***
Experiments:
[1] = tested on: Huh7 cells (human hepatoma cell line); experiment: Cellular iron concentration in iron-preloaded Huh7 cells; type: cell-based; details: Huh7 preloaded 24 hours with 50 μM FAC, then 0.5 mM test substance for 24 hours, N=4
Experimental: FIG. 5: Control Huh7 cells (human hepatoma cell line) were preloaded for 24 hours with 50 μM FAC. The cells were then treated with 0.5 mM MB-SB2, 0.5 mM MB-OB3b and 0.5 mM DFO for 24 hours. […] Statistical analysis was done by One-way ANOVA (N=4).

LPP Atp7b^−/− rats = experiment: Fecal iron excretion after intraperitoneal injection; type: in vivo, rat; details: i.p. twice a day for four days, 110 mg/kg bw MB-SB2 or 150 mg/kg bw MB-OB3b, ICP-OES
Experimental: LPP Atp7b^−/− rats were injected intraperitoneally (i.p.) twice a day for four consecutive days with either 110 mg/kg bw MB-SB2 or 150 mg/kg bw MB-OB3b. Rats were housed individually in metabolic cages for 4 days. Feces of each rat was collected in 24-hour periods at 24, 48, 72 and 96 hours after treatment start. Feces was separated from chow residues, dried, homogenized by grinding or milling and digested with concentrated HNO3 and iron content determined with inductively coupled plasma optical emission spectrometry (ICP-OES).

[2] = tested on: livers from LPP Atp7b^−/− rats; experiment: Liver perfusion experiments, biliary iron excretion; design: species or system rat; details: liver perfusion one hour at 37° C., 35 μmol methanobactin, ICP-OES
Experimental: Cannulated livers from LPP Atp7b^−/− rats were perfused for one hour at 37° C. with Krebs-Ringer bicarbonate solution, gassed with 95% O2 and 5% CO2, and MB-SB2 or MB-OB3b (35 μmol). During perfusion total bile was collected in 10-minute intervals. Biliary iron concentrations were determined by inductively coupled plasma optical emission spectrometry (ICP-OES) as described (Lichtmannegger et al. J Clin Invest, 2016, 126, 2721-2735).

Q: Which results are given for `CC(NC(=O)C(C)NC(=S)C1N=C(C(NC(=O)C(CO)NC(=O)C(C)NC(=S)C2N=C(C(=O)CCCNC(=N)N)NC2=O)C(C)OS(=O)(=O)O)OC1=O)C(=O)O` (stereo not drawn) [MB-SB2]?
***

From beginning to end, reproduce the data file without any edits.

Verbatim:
Experiments:
[1] = tested on: Huh7 cells (human hepatoma cell line); experiment: Cellular iron concentration in iron-preloaded Huh7 cells; type: cell-based; details: Huh7 preloaded 24 hours with 50 μM FAC, then 0.5 mM test substance for 24 hours, N=4
Experimental: FIG. 5: Control Huh7 cells (human hepatoma cell line) were preloaded for 24 hours with 50 μM FAC. The cells were then treated with 0.5 mM MB-SB2, 0.5 mM MB-OB3b and 0.5 mM DFO for 24 hours. […] Statistical analysis was done by One-way ANOVA (N=4).

LPP Atp7b^−/− rats = experiment: Fecal iron excretion after intraperitoneal injection; type: in vivo, rat; details: i.p. twice a day for four days, 110 mg/kg bw MB-SB2 or 150 mg/kg bw MB-OB3b, ICP-OES
Experimental: LPP Atp7b^−/− rats were injected intraperitoneally (i.p.) twice a day for four consecutive days with either 110 mg/kg bw MB-SB2 or 150 mg/kg bw MB-OB3b. Rats were housed individually in metabolic cages for 4 days. Feces of each rat was collected in 24-hour periods at 24, 48, 72 and 96 hours after treatment start. Feces was separated from chow residues, dried, homogenized by grinding or milling and digested with concentrated HNO3 and iron content determined with inductively coupled plasma optical emission spectrometry (ICP-OES).

[2] = tested on: livers from LPP Atp7b^−/− rats; experiment: Liver perfusion experiments, biliary iron excretion; design: species or system rat; details: liver perfusion one hour at 37° C., 35 μmol methanobactin, ICP-OES
Experimental: Cannulated livers from LPP Atp7b^−/− rats were perfused for one hour at 37° C. with Krebs-Ringer bicarbonate solution, gassed with 95% O2 and 5% CO2, and MB-SB2 or MB-OB3b (35 μmol). During perfusion total bile was collected in 10-minute intervals. Biliary iron concentrations were determined by inductively coupled plasma optical emission spectrometry (ICP-OES) as described (Lichtmannegger et al. J Clin Invest, 2016, 126, 2721-2735).

Q: Which results are given for `CC(NC(=O)C(C)NC(=S)C1N=C(C(NC(=O)C(CO)NC(=O)C(C)NC(=S)C2N=C(C(=O)CCCNC(=N)N)NC2=O)C(C)OS(=O)(=O)O)OC1=O)C(=O)O` (stereo not drawn) [MB-SB2]?